In the United States, Latino refers to non-Anglo-American citizens who are living in the United States of America and are of Latin American background, also referred to as Hispanic. The feminine form of the word is Latina. "Latino" is a shortened form of the Spanish (in the United States) word for a Latin American individual, "latinoamericano." The non-biased interpretation would reveal that "latino", in Spanish, means only that something possesses a Latin quality--most often referring to the Latin language or the culture around the former Roman Empire. In Spain, "latinoamericano" is rarely, if ever, abbreviated to "latino". As a general guideline, in Europe, "latin" or "latino" is understood as being from a country that was formerly part of the Roman Empire (and played a large role in it)--naturally this includes Italy, Spain, Portugal, France and by extension of cultural fusion, Greece. Though the British Isles were conquered by Rome, they are generally not included in this definition.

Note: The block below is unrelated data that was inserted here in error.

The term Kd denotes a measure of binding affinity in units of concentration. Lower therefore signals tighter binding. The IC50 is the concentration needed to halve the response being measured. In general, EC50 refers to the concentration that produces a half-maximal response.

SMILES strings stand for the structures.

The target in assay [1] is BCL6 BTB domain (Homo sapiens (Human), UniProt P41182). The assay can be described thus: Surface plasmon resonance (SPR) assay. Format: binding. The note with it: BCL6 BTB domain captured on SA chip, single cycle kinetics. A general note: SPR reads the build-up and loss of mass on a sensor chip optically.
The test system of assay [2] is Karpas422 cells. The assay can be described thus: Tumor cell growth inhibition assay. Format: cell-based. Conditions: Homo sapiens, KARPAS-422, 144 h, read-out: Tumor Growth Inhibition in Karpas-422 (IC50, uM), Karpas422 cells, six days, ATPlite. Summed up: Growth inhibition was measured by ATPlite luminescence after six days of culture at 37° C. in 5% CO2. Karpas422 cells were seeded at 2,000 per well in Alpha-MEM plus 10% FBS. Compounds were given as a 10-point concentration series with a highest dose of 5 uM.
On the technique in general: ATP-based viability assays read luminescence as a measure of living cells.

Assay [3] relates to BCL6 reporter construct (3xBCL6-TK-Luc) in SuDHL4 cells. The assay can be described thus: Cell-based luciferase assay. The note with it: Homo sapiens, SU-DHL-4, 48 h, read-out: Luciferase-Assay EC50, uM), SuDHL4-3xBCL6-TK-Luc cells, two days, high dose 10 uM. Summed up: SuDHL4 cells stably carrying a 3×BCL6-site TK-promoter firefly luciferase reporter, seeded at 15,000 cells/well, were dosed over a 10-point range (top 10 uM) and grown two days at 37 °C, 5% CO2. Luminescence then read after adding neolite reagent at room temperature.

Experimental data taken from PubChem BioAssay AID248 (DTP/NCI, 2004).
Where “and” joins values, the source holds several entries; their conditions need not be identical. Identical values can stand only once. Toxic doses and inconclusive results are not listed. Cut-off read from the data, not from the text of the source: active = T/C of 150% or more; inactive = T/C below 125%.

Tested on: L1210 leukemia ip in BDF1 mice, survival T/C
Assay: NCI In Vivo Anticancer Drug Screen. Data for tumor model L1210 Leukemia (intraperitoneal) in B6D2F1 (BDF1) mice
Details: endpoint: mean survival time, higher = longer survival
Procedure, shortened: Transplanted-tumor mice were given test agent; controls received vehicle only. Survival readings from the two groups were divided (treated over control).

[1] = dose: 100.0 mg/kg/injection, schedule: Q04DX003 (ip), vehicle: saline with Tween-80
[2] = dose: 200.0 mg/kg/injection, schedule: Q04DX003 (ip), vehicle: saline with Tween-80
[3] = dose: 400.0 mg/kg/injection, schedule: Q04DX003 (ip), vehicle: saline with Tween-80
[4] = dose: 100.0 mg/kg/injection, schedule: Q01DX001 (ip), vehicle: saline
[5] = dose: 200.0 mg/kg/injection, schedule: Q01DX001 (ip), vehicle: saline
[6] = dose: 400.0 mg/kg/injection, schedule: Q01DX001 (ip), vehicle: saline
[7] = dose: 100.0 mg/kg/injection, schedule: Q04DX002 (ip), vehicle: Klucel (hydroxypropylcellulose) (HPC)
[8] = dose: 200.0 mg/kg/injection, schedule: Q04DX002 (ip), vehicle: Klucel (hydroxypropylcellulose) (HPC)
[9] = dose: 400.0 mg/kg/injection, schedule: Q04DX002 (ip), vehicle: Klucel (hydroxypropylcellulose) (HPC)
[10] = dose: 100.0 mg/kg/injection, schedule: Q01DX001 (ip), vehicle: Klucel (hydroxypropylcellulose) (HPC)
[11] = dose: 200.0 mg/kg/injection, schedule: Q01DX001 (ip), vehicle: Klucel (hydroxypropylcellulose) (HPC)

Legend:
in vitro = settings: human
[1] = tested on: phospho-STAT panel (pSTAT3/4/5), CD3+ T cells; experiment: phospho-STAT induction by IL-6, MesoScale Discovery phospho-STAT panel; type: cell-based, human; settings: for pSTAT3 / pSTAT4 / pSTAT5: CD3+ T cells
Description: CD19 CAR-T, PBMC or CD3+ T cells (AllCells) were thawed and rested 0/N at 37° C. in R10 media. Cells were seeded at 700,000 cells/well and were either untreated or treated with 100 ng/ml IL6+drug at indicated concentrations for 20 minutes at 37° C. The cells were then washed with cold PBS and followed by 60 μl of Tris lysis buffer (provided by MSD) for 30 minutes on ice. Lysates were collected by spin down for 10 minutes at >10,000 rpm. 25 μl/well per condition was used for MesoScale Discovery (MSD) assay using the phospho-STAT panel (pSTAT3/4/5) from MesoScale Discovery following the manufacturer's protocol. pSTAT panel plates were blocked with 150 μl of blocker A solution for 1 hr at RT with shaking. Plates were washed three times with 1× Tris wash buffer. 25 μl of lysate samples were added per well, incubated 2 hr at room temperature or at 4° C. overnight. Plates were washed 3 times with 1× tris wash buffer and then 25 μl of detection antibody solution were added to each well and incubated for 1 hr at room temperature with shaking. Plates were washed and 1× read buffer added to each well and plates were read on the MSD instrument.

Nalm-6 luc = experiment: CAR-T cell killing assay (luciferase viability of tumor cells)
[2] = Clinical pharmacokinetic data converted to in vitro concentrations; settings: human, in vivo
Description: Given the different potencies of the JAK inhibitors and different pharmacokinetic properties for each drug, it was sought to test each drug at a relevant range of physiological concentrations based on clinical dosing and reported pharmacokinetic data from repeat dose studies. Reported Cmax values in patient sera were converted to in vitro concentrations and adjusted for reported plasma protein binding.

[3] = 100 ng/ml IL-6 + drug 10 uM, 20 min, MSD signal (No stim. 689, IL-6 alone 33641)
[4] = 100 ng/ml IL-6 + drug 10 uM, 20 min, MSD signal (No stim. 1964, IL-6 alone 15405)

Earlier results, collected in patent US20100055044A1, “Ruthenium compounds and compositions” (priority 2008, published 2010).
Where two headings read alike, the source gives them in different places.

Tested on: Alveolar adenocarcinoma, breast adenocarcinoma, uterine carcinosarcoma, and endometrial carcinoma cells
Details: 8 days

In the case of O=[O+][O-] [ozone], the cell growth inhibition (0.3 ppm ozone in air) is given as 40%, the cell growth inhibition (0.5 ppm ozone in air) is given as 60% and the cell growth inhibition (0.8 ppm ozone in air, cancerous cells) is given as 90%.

Latin America refers to countries in South America and North America (including Central America and the islands of the Caribbean) whose inhabitants mostly speak Romance languages, although Native American languages are also spoken there. Most frequently the term Latino is restricted to immigrants from either Spanish or Portuguese speaking countries and their descendants. Inhabitants of the French-speaking areas of Haiti, French Guiana, and the French West Indies are generally not considered to be Latinos; they are typically thought to have more in common culturally with English-speaking West Indians than they do with residents of the mainland of Central and South America.
Latin also refers to the peoples whose native language descends from Latin (language of Ancient Rome) known as Romance languages such as French, Italian, Portuguese, Romanian, Spanish and Catalan.
(In Italy, the term is sometimes used to denote a person from the Mezzogiorno, the region of the country located generally south of Rome, since in the Middle Ages this region had considerably less Celtic and Germanic influences than northern Italy; one example of this usage was those made by Dante in the Divine Comedy (Inferno, Canto XXII, line 65, and Canto XXIX, lines 90 and 92).)